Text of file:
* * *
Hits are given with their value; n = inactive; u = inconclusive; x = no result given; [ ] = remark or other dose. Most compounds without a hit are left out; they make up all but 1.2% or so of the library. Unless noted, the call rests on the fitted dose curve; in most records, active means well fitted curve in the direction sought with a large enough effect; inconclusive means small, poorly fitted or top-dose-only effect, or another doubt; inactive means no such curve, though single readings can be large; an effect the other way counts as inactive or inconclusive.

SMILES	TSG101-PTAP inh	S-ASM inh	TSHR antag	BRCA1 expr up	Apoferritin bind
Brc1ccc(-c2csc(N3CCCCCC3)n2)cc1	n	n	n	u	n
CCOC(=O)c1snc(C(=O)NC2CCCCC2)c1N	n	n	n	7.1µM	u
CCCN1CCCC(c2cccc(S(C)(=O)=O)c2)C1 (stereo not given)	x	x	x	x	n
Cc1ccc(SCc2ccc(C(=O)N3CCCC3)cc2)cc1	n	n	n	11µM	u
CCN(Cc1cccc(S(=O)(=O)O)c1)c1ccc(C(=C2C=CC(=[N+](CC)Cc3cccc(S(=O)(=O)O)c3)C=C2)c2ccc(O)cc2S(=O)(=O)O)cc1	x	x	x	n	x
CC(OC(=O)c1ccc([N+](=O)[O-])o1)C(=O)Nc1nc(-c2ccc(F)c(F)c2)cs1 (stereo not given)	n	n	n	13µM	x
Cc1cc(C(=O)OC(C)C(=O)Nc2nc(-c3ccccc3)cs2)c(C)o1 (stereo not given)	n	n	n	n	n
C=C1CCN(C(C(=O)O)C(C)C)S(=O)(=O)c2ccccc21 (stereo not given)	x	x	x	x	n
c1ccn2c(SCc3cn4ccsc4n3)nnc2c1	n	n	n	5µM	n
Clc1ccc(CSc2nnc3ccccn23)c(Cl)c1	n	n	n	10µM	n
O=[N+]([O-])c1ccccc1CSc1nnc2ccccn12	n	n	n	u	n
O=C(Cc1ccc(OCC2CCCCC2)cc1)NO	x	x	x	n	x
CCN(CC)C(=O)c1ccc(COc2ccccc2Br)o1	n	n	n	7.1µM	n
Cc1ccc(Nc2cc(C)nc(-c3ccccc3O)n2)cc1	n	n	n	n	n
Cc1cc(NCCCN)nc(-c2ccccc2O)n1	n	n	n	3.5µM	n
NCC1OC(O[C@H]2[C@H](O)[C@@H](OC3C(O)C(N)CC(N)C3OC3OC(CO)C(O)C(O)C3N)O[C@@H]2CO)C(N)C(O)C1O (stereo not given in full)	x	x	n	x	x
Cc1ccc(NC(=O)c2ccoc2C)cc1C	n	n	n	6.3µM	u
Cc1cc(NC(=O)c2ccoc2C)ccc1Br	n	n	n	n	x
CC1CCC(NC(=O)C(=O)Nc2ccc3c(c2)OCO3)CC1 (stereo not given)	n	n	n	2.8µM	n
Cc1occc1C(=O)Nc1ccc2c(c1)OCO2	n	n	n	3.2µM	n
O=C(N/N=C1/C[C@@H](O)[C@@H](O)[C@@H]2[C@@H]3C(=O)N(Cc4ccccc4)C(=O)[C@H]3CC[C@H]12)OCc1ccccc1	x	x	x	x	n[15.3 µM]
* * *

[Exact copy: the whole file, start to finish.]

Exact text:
Hits are given with their value; n = inactive; u = inconclusive; x = no result given; [ ] = remark or other dose. Most compounds without a hit are left out; they make up all but 1.2% or so of the library. Unless noted, the call rests on the fitted dose curve; in most records, active means well fitted curve in the direction sought with a large enough effect; inconclusive means small, poorly fitted or top-dose-only effect, or another doubt; inactive means no such curve, though single readings can be large; an effect the other way counts as inactive or inconclusive.

SMILES	TSG101-PTAP inh	S-ASM inh	TSHR antag	BRCA1 expr up	Apoferritin bind
Brc1ccc(-c2csc(N3CCCCCC3)n2)cc1	n	n	n	u	n
CCOC(=O)c1snc(C(=O)NC2CCCCC2)c1N	n	n	n	7.1µM	u
CCCN1CCCC(c2cccc(S(C)(=O)=O)c2)C1 (stereo not given)	x	x	x	x	n
Cc1ccc(SCc2ccc(C(=O)N3CCCC3)cc2)cc1	n	n	n	11µM	u
CCN(Cc1cccc(S(=O)(=O)O)c1)c1ccc(C(=C2C=CC(=[N+](CC)Cc3cccc(S(=O)(=O)O)c3)C=C2)c2ccc(O)cc2S(=O)(=O)O)cc1	x	x	x	n	x
CC(OC(=O)c1ccc([N+](=O)[O-])o1)C(=O)Nc1nc(-c2ccc(F)c(F)c2)cs1 (stereo not given)	n	n	n	13µM	x
Cc1cc(C(=O)OC(C)C(=O)Nc2nc(-c3ccccc3)cs2)c(C)o1 (stereo not given)	n	n	n	n	n
C=C1CCN(C(C(=O)O)C(C)C)S(=O)(=O)c2ccccc21 (stereo not given)	x	x	x	x	n
c1ccn2c(SCc3cn4ccsc4n3)nnc2c1	n	n	n	5µM	n
Clc1ccc(CSc2nnc3ccccn23)c(Cl)c1	n	n	n	10µM	n
O=[N+]([O-])c1ccccc1CSc1nnc2ccccn12	n	n	n	u	n
O=C(Cc1ccc(OCC2CCCCC2)cc1)NO	x	x	x	n	x
CCN(CC)C(=O)c1ccc(COc2ccccc2Br)o1	n	n	n	7.1µM	n
Cc1ccc(Nc2cc(C)nc(-c3ccccc3O)n2)cc1	n	n	n	n	n
Cc1cc(NCCCN)nc(-c2ccccc2O)n1	n	n	n	3.5µM	n
NCC1OC(O[C@H]2[C@H](O)[C@@H](OC3C(O)C(N)CC(N)C3OC3OC(CO)C(O)C(O)C3N)O[C@@H]2CO)C(N)C(O)C1O (stereo not given in full)	x	x	n	x	x
Cc1ccc(NC(=O)c2ccoc2C)cc1C	n	n	n	6.3µM	u
Cc1cc(NC(=O)c2ccoc2C)ccc1Br	n	n	n	n	x
CC1CCC(NC(=O)C(=O)Nc2ccc3c(c2)OCO3)CC1 (stereo not given)	n	n	n	2.8µM	n
Cc1occc1C(=O)Nc1ccc2c(c1)OCO2	n	n	n	3.2µM	n
O=C(N/N=C1/C[C@@H](O)[C@@H](O)[C@@H]2[C@@H]3C(=O)N(Cc4ccccc4)C(=O)[C@H]3CC[C@H]12)OCc1ccccc1	x	x	x	x	n[15.3 µM]